And so I will head over to Target to see if I can pick up some attributes to better equip me in dealing with this perfectionist who refuses to take shelter elsewhere: Tolerance. Acceptance. Understanding. Wonder. Awe. Inspiration. Kindness to myself.

Yes, yes, if she won’t take the train ticket and go then I will kill my inner Marsha Brady with every inch of kindness that I have.

Any final remarks from your Inner Perfectionist before they get the boot?

25 thoughts on “Killing Marsha Brady: A few final remarks from my inner perfectionist.

  1. I think that’s what I love so much about the writing life… it forces me to confront my inner perfectionist… the one who holds me back. She’s a great big stall tactic. Giving myself permission to write badly is a gift to myself… a lot of time I go back and read what I’ve written and realize, it’s actually pretty good! I think the inner perfectionist is also the one who makes me feel guilty when I don’t feel inspired to write for a period of time. It’s okay to take a break. We aren’t required to be a constant spout of inspiring thoughts. We need to fill the well!

    1. Yup, that is totally her.. Definitely the one who confronts me lately.. When you are not inspired to write do you still write regardless?? That is something I need to get better at.. And my mother always gives me the same advice, the reminder to take a step back and fill up the well.

      I am filling back up today with a manicure and coffee ha ha.


      Hannah Katy

  2. First of all, great post. I had actually been thinking a lot about something very similar to this this morning. Perfectionism is something that when it comes to things like work or school we pride ourselves on it. But when that perfectionism seeps in to apply to every aspect of your life, it starts to muddle things up. There are just somethings that can never be made perfect and just should be taken exactly how they are and appreciated for what they are at that very moment. I am guilty of course of trying to perfect everything I do and the hardest part is realizing that no one can actually accomplish perfection. But such is life.

    1. You are so right Car.. I think we deem perfection in our work to be acceptable.. which is kind of scary in itself. Its hard when we are looking perfection in all area of life from looks to relationships. It is a never winning battle…except I think you are pretty perfect just the way you are love ;). Always adore when you comment.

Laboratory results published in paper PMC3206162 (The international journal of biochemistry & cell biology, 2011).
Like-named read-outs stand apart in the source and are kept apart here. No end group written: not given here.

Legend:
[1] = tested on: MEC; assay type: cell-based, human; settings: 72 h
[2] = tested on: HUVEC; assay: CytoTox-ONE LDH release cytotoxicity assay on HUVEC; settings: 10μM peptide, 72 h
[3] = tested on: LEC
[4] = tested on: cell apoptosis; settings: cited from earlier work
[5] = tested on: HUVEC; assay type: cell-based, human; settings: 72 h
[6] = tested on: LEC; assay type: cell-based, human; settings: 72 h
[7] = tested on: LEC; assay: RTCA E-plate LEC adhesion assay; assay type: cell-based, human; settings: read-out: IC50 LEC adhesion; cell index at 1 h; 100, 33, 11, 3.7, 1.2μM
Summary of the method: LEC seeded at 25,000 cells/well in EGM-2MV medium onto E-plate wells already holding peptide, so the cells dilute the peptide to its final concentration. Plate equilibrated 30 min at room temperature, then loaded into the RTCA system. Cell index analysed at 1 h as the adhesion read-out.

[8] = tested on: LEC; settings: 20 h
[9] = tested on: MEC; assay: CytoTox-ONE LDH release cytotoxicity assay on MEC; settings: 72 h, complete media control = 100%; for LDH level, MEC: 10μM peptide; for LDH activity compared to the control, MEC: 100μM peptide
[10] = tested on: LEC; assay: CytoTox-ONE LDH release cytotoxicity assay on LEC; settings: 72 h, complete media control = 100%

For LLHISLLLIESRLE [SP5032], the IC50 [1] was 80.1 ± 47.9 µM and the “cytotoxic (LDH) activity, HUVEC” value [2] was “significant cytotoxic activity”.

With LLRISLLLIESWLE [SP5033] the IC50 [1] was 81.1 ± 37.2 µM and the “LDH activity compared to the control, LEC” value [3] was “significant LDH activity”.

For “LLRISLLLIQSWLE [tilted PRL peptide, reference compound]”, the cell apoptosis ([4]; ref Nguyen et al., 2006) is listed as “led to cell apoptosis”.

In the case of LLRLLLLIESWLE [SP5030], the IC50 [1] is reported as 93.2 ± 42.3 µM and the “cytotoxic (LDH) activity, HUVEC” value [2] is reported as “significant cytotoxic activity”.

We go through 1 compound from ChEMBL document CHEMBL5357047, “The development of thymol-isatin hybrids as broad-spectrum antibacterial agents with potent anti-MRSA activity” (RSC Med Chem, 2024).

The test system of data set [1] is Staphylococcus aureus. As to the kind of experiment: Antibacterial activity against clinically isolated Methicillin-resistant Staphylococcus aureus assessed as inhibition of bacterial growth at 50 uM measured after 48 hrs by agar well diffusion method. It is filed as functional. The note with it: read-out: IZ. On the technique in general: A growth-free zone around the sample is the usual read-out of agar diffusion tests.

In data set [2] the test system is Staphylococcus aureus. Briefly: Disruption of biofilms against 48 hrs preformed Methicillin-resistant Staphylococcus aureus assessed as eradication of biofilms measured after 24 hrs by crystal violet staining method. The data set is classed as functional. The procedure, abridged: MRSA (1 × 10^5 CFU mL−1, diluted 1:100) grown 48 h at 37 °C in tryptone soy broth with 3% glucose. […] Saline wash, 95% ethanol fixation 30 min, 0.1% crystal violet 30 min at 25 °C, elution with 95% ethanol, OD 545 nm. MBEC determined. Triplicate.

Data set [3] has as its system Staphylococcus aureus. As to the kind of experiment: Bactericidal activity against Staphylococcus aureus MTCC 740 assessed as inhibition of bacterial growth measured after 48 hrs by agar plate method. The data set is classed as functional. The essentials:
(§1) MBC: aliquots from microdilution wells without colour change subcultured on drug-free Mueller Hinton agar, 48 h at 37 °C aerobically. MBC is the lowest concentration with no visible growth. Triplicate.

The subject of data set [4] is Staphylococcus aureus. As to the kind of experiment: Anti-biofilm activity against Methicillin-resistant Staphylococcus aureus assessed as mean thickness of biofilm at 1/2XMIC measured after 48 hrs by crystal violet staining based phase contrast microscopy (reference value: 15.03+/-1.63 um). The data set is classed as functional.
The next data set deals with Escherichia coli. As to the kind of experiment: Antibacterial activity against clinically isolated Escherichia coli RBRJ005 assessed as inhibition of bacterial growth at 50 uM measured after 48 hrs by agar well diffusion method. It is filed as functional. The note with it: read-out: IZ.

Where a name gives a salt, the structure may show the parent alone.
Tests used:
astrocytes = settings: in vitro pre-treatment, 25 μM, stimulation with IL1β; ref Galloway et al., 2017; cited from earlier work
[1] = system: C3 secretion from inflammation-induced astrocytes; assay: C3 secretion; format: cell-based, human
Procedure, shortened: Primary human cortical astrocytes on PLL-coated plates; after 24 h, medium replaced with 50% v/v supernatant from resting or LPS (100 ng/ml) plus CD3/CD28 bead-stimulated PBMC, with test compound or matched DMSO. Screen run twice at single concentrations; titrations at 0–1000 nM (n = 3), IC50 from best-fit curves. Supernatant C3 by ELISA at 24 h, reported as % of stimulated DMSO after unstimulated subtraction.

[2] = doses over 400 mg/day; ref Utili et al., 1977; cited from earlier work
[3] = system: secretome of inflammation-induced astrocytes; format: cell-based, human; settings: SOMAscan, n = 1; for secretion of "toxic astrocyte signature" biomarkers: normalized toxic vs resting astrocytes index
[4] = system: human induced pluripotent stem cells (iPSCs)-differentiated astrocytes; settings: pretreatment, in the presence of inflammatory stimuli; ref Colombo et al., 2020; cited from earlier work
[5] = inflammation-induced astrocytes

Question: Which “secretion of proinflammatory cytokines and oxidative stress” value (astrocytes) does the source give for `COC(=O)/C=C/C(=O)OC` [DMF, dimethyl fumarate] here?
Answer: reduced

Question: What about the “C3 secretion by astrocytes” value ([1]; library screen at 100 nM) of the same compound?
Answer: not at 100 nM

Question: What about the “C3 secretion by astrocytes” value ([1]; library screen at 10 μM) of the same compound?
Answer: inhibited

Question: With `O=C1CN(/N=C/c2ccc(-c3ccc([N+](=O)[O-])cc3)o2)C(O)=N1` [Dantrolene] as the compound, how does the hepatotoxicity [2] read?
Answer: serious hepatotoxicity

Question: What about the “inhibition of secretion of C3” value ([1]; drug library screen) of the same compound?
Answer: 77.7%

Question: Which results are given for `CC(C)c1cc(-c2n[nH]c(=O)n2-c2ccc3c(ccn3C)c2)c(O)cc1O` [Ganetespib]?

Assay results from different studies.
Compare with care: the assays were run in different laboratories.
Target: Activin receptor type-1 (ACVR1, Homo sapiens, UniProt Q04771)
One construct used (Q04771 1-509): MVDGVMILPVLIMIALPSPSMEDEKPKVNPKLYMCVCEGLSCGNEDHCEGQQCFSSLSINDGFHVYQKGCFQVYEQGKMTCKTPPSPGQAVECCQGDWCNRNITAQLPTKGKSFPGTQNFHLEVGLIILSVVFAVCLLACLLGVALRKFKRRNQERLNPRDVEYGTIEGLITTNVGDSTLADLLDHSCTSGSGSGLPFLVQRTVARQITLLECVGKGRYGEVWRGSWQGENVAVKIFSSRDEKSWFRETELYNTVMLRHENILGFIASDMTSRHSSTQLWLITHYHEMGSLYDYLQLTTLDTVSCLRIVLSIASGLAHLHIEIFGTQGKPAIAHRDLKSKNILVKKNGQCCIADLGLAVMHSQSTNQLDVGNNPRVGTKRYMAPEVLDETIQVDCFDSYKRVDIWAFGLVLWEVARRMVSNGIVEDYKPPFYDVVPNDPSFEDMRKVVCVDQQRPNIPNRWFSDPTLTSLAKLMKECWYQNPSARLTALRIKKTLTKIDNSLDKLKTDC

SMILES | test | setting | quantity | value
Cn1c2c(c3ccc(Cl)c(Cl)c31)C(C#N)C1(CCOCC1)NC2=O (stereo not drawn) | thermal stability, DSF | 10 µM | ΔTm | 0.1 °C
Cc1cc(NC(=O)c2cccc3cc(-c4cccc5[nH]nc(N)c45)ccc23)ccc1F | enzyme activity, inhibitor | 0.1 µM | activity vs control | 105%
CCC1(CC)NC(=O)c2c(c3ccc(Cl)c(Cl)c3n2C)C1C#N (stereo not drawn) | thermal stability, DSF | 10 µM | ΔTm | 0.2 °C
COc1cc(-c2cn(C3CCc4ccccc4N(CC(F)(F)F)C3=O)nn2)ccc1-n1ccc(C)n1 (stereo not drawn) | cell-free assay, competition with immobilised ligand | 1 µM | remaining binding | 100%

Hannah Katy

  3. Hi Hannah,

    Cute post. Glad you wrote it. So true about Marsha Brady and the perfectionist syndrome. I somehow eradicated most of that horrid syndrome from my life. Otherwise, I wouldn’t have found the courage to live while I’m alive.

    Trying to achieve perfectionism is like hoping Godot will show up. You waste your precious “trial run” life in the process.

    If anyone tries to box you into a perfect “10” corner with false promises it will make you happy, run as fast as you can away from that person or that system, you’ll free yourself in the process!

    Enjoy being imperfect! It rocks …

    Giulietta, Imperfect Inspirational Muse

    1. Ah help me to do this? I need mentor in this area for sure.

      Today I am trying on imperfection for size, a lot more manageable pair of shoes to fill.


      Hannah Katy

      1. Ah, I also meant to ask you… Are you a fan of SARK? Your writing sometimes causes me to draw parallels to her. She is my absolute favorite.

  4. Hannah, I love you for everything you put out into the world. I am still working on the perfectionist syndrome and your words have played a huge part in my journey. It’s so hard to change a lifetime’s worth of “not good enough” thoughts, but I’m trying with all my might to believe that the power of choice is just as influential. Choosing to be grateful, to live, and to focus more on cheering ourselves on for being good people who really want to make a difference in the world, instead of beating ourselves up. I once read a book called “Breaking Free” and it was a Christian book which described the devil as weasling his way in around our thoughts, telling us we’re not good enough, and if we believe those things, then we’re allowing him to win. I know it may sound a little drastic but I think when I read that, that was the moment I really decided I wanted to “break free”. Thank you so much for always being so inspiring, and reminding us to be aware, and be thankful. ❤

    1. One) Thank you so very much, always happy to add this stuff to the world and the internet. Two) I am so so so happy for you love, you deserved to win that competition more than anyone! Three) I believe you have mentioned that book before, I am going to have to check it out.